• G: The Lateral adjustment lever is used to adjust the iron by skewing it so that the depth of cut is uniform across the mouth.
  • H: The Tote is a handle on the rear of the plane.
  • I: The Finger rest knob Block planes are held in the palm of the hand the tip of the user's index finger rests in the indentation on top of the knob. On some planes the knob is used to adjust the size of the mouth by allowing a sliding portion of the sole to be moved back or forward to accomplish this.
  • J: The Frog is a sliding iron wedge that holds the plane Iron at the proper angle. It slides to adjust the gap between the cutting edge and the front of the mouth. The frog is screwed down to the inside of the sole through two parallel slots and on many planes is only adjustable with a screwdriver when the plane iron is removed. Some planes, such as the Stanley Bedrock line and the bench planes made by Lie-Nielsen have a screw mechanism that allows the frog to be adjusted without removing the blade.

Types of planes

Most planes are categorized as either bench planes or block planes. In modern-day carpentry, electrically powered hand planers (also called hand or handheld power planers or simply power planes) have joined the family.

Bench planes are characterized by the cutting iron bedded with the bevel facing down and attached to a chipbreaker. Block planes are characterized by the absence of a chipbreaker and the cutting iron bedded with the bevel up. The block plane is usually a smaller tool that can be held with one hand and is used for general purpose work such as taking down a knot in the wood, smoothing up small pieces, making the end of a sawed board square and smooth.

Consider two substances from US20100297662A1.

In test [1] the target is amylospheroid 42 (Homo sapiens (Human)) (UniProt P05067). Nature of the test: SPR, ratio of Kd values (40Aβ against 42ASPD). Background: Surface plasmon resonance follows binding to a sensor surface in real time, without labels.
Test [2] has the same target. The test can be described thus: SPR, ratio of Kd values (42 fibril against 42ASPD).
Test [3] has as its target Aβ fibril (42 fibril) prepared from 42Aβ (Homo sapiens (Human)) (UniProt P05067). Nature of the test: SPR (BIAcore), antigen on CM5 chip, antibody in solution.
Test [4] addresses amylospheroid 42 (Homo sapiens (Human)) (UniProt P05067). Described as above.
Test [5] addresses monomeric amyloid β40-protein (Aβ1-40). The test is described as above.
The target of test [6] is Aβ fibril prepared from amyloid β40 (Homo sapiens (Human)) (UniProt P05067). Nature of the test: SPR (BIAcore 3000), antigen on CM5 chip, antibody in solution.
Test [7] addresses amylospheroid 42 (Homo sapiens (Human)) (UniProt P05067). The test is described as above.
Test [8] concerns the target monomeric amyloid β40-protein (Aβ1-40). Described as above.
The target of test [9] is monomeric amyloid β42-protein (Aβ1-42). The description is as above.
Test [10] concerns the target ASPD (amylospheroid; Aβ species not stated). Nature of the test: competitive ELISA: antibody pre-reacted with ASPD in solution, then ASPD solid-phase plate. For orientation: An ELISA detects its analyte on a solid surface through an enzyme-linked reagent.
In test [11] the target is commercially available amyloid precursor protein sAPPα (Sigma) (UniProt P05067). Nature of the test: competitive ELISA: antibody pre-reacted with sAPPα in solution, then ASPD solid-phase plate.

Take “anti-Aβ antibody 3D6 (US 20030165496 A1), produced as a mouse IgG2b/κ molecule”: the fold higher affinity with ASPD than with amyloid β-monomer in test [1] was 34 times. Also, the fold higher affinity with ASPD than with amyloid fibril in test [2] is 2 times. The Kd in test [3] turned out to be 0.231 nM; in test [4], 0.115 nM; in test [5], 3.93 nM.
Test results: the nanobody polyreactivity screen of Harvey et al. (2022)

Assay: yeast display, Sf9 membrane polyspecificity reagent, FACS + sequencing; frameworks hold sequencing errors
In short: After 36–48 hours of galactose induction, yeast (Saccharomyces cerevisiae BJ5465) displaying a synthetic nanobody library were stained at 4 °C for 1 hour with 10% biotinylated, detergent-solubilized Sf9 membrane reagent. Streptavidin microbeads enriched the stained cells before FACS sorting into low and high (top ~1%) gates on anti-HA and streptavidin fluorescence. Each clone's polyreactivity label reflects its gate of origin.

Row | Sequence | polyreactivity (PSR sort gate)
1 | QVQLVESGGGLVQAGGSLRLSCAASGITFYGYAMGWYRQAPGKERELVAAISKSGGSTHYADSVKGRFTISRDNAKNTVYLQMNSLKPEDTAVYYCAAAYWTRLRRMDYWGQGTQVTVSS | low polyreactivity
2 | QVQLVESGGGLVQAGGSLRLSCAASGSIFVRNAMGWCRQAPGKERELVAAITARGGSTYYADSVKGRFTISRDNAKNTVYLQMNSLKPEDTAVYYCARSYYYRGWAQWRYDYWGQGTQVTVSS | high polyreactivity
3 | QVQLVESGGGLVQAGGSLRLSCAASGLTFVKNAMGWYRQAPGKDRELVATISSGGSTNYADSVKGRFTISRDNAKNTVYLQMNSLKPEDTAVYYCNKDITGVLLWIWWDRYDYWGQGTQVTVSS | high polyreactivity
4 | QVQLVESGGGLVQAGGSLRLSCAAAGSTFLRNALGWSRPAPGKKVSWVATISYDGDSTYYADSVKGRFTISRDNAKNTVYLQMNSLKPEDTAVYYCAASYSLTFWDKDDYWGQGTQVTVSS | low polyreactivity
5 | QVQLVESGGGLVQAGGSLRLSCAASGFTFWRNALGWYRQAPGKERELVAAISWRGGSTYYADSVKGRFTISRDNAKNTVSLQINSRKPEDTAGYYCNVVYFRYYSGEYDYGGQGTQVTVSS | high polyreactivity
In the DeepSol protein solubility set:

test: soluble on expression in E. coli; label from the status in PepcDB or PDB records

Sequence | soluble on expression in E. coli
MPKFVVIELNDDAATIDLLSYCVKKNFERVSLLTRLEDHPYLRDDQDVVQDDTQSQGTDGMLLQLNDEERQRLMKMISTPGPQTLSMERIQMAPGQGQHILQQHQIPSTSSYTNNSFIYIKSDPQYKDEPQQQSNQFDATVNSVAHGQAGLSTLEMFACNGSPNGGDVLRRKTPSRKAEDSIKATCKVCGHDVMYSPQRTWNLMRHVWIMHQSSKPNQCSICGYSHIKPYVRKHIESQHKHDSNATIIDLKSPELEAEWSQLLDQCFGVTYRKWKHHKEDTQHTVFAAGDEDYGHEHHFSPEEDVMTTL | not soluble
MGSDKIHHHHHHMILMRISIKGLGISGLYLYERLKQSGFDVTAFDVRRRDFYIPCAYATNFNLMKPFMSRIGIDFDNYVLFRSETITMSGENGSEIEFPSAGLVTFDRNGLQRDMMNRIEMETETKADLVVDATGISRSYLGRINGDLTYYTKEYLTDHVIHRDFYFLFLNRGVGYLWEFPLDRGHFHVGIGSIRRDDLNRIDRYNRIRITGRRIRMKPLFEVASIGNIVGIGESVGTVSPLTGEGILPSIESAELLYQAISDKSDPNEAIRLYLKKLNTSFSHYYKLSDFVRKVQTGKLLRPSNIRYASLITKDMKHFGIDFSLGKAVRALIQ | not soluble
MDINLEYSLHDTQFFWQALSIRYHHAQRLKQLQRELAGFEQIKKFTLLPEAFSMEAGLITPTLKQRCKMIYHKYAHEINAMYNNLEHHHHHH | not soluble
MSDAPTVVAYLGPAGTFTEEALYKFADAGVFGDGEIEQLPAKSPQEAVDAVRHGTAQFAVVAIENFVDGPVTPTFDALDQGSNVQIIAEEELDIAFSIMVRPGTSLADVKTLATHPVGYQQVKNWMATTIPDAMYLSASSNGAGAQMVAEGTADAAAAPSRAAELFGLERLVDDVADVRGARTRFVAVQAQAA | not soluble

Different types of bench planes are designed to perform different tasks, with the name and size of the plane being defined by the use. They are designed to be used in order:

  • A scrub plane, which removes large amounts of wood quickly, is typically around 9 inches (230 mm) in length, but narrower than a smoothing plane, and has an iron with a curved cutting edge.
  • A jack plane is around 14 inches (350 mm) long, continues the job of roughing out, but with more accuracy than the scrub.
  • A jointer plane (including the smaller fore plane) is between 18 to 24 inches (450-600 mm) long, and is used for jointing and final flattening out of boards.
  • A smoothing plane, up to 10 inches (250 mm) long, is used to begin preparing the surface for finishing.

Planes may also be classified by the material of which they are constructed:

  • A wooden plane is entirely wood except for the blade. The iron is held into the plane with a wooden wedge, and is adjusted by striking the plane with a hammer.
  • A transitional plane has a wooden body with a metal casting set in it to hold and adjust the blade.
  • A metal plane is largely constructed of metal, except, perhaps, for the handles.
  • An infill plane has a body of metal filled with very dense and hard wood on which the blade rests and the handles are formed. They are typically of English or Scottish manufacture. They are prized for their ability to smooth difficult grained woods when set very finely.

Some special types of planes include: